Karnak Temple

Statue at Karnak Temple

Travel to Karnak Temple – Egypt’s Most Important Temple

Karnak is the largest, most spectacular temple complex in Egypt. From its forest of pillars in the Hypostyle Hall, to the magnificent reliefs carved with battle scenes, its scale amazes. Here you can see the legacy of dozens of pharaohs who were building here for over 1,300 years.

When Thebes became capital of Egypt around 2000BCE construction at Karnak began with the building of the White Chapel of Senusret. Successive pharaohs added to, rebuilt and enlarged what they inherited, each trying to outdo the other and put their own stamp on what has over the centuries grew into a 50-acre complex. What often amazes visitors – even those that have been to the Pyramids – is the sheer scale of what they see along with the practical considerations of its construction at a time when tools were rudimentary at best.

At one time a sacred avenue of sphinxes linked Luxor and Karnak Temples; today we enter Karnak Temple past those that remain. Passing beneath the First Pylon next come kiosks and small temples built by Seti II for the Theban triad of Gods Mut, Khon and Amun. Beyond the Second Pylon lies the Hypostyle Hall. Whilst a cliché its description as a ‘forest of pillars’ is accurate and this hall impresses every visitor who enters. Its 6,000sq metre area has 122 papyrus-shaped columns carved with reliefs around their enormous girth and they soar to more than 70 feet in height; originally roofed and brilliantly painted the hall would have been a formidable, dark enclosure.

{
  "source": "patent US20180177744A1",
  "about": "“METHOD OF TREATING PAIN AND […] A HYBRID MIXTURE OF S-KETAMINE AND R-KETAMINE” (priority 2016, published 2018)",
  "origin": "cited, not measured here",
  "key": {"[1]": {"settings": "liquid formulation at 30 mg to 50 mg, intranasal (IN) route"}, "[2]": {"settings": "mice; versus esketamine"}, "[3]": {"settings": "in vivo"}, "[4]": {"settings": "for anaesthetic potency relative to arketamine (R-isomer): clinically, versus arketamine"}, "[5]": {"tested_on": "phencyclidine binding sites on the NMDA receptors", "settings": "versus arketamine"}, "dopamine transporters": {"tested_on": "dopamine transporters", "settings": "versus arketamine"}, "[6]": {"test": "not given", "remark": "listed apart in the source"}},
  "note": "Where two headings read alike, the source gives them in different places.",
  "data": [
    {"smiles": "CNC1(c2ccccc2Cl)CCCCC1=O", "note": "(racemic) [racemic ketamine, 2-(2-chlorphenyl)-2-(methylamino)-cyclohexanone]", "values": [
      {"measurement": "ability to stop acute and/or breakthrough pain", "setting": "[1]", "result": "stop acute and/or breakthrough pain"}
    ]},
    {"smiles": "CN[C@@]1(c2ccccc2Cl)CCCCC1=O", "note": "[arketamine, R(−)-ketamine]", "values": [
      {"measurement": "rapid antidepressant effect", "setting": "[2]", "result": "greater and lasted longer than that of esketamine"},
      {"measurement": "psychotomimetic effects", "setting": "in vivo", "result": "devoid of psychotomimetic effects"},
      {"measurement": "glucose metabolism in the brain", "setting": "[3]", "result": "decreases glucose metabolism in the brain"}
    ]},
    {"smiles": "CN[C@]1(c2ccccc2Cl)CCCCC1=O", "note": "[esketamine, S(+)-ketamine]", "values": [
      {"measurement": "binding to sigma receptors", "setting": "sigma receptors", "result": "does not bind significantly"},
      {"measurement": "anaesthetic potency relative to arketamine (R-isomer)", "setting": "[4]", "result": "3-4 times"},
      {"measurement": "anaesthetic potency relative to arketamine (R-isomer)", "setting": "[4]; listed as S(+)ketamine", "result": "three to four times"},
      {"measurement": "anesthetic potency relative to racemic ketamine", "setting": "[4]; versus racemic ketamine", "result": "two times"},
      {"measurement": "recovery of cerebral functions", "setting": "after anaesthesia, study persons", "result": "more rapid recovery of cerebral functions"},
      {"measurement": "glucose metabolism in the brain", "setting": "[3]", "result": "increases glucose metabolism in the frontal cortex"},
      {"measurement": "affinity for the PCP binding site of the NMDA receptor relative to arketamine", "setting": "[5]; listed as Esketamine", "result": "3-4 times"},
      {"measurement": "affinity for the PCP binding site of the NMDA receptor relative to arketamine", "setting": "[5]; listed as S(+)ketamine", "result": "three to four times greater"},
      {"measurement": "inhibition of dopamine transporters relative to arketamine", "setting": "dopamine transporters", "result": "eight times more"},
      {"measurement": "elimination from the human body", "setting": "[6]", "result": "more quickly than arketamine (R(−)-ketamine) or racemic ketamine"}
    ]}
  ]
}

Throughout the site are numerous obelisks, such as those of Hatshepsut, Egypt’s only female pharaoh, and statues, like those of the god Amun and his consort Amunet. See the giant scarab by the Sacred Lake and further in the temple complex the Wall of Records where Tuthmosis III detailed his victories over the peoples he fought.

A visit to this remarkable site allows an appreciation like no other of a civilisation that was able to achieve so much some 1,500 years before the birth of Christ.

A visit will take around a half-day, longer for those with a deeper interest. As with many places in Egypt the services of a local guide are particularly useful in explaining what you are seeing.

There are plenty of quiets spots to take your cold drink, but the café by the Sacred Pool is a good place to sit and enjoy a break.

Karnak can be reached by taxi or calesh from Luxor in just a few minutes. It is essential to agree the fare and any waiting time before setting off.

  • Wander the Hypostyle Hall – a forest of pillars
  • See Hatshepsut’s obelisk, the tallest in Egypt
  • Track down the Wall of Records, giant scarab and Sacred Lake


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